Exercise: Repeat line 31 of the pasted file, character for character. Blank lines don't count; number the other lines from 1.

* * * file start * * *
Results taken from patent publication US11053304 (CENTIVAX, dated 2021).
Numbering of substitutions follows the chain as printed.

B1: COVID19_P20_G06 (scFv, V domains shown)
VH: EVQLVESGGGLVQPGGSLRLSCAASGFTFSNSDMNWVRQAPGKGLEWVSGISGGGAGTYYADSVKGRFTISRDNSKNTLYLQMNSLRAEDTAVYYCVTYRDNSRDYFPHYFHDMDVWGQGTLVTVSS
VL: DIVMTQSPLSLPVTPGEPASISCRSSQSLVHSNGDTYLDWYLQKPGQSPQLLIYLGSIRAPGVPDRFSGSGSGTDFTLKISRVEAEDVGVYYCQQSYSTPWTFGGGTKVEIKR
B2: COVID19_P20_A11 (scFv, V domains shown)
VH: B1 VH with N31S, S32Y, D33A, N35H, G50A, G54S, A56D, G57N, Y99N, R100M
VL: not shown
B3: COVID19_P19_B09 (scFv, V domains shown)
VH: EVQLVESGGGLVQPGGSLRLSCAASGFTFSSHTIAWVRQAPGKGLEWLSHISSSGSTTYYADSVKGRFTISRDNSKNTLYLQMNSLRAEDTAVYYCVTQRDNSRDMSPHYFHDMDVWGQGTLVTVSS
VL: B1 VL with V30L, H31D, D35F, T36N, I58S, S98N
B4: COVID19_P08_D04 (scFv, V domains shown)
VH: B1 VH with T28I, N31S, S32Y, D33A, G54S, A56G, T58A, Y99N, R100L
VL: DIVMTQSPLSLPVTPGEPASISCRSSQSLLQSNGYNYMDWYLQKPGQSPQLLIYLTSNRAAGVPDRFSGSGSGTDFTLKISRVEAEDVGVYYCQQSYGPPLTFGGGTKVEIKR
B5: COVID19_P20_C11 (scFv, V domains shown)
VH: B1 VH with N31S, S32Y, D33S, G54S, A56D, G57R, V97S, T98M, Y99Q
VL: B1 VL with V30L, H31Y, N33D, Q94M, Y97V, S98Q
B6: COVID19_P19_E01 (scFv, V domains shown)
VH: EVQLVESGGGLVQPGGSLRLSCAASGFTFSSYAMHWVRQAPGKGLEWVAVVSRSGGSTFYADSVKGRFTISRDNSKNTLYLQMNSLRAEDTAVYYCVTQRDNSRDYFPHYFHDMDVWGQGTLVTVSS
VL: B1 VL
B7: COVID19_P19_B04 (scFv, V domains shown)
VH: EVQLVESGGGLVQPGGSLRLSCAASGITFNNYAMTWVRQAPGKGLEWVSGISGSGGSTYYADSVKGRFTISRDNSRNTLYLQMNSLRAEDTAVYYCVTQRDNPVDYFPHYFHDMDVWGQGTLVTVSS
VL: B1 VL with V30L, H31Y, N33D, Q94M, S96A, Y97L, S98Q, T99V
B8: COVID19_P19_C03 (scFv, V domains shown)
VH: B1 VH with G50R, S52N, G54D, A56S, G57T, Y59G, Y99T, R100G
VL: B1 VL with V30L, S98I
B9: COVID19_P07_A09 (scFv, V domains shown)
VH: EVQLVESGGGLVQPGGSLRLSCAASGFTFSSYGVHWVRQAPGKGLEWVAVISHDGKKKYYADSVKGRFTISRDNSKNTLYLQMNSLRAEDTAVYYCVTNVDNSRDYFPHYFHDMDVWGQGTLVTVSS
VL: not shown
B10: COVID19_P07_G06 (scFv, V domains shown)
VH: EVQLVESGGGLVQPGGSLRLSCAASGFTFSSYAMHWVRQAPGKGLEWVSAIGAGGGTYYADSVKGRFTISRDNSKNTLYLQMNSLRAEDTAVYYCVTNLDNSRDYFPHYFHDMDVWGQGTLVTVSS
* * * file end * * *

VH: EVQLVESGGGLVQPGGSLRLSCAASGFTFSSYAMHWVRQAPGKGLEWVSAIGAGGGTYYADSVKGRFTISRDNSKNTLYLQMNSLRAEDTAVYYCVTNLDNSRDYFPHYFHDMDVWGQGTLVTVSS